Thanks makes sense – I have ordered a couple for learning by doing!
In the mechanical switch that you replace you don’t need the neutral because the mechanical action performs the switching to connect the load to the hot line. With even a simple Z-wave switch you need to connect the neutral white wire so that the switch itself has the power needed to connect to the hub and to perform the switching action. This will also be used to illuminate the little blue light. The red traveler light is only used for 3-way and beyond switches to send a signal to the add-on switches that the connection has been toggled. For simple switches you don’t need this wire.
I had an issue getting the light switch to work as well. After an hour of testing, the neutral wire was needed. It was not needed for the original non z-wave switch, but it was needed to get the z-wave switch to power on. There is a white neutral wire that comes with the GE z-wave switch. I connected it into the neutral white wires already present into the z-wave switch and it works without issue.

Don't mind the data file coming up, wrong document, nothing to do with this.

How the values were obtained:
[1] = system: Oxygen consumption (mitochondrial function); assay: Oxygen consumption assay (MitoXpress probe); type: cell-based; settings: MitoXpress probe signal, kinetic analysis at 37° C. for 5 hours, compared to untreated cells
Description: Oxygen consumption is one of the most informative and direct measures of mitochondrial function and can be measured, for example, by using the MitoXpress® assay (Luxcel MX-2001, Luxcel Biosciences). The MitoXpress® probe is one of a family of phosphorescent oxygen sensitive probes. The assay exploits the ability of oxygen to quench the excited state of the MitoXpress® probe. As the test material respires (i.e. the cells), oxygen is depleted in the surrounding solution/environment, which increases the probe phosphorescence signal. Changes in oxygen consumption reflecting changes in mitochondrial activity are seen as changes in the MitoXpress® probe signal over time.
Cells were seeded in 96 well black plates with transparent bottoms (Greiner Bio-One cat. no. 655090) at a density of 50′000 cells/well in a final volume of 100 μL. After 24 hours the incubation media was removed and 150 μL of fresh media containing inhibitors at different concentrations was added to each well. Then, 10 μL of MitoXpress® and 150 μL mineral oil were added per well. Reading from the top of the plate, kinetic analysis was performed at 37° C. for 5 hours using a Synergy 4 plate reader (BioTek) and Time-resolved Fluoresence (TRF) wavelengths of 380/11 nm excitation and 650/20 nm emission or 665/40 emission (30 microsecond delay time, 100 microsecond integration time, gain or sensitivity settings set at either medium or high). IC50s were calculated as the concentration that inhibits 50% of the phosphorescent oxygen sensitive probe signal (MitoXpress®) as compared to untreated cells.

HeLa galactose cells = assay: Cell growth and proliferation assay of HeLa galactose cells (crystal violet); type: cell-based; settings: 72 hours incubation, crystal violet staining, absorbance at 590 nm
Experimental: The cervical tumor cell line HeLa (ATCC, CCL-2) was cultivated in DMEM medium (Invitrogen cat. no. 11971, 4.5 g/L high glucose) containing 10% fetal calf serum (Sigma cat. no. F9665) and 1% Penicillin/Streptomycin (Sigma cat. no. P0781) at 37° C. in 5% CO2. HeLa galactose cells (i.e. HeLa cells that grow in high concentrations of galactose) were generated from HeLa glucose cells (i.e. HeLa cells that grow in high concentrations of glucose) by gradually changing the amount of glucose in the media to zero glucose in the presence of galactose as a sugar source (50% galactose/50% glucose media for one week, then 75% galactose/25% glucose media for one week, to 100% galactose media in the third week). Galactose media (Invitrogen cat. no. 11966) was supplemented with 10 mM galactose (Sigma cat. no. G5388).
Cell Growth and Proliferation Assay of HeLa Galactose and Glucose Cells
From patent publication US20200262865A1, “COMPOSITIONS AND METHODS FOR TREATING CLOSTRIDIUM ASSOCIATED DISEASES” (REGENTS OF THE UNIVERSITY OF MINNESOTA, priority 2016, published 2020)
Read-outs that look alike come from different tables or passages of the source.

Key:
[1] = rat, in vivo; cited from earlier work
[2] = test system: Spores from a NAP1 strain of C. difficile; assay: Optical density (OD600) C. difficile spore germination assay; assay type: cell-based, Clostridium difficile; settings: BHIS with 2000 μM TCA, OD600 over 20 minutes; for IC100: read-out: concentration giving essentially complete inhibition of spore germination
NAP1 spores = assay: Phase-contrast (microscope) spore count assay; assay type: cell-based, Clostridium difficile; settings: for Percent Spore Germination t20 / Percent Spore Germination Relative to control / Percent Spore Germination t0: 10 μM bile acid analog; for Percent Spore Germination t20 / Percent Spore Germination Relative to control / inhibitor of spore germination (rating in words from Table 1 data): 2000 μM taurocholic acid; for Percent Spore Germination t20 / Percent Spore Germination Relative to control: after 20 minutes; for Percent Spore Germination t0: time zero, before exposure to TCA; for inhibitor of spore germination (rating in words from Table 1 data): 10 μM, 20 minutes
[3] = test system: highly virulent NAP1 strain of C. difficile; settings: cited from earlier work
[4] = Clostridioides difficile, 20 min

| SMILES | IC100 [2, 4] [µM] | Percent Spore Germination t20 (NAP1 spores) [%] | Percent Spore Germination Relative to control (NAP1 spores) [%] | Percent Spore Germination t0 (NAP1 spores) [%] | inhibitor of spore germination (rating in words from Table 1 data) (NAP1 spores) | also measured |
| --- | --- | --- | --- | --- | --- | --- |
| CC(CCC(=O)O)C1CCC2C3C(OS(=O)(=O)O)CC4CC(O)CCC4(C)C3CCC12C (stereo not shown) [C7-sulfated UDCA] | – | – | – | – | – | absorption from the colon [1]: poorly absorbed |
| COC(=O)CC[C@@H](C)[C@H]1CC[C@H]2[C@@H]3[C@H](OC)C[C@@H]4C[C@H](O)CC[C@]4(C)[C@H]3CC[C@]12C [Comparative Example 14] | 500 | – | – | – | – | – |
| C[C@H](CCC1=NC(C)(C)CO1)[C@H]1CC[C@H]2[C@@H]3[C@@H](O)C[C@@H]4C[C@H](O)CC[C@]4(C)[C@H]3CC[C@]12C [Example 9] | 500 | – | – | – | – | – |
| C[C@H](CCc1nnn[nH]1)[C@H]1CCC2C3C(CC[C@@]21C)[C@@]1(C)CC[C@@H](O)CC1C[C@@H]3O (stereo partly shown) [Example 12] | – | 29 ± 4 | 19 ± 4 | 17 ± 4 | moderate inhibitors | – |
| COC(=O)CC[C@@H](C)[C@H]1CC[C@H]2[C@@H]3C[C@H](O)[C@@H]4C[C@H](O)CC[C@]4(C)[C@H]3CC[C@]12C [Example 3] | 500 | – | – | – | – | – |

So after a day or two looking for an answer and trying to install this switch me and my brother in law came to an easy solution it might help people out,
We connected the hot and load wires to their respective positions then the little white wire that comes in the box with the switch just connect that from the switch ground to the switch neutral, and attach the switch to the wall, that made my switches work, hope it helps someone.
You should not be bridging Neutral to Ground unless you are sure that you have an isolated circuit. Even then, most of the time Neutral to Ground bridging is illegal by code. Any appliances or other devices that attach their ground wire to the appliance metal body have the potential to give you a fatal shock when the Neutral and Ground are bridged. Please be careful and check with a certified electrician. Just because you made it work, doesn’t mean it’s safe or approved by code.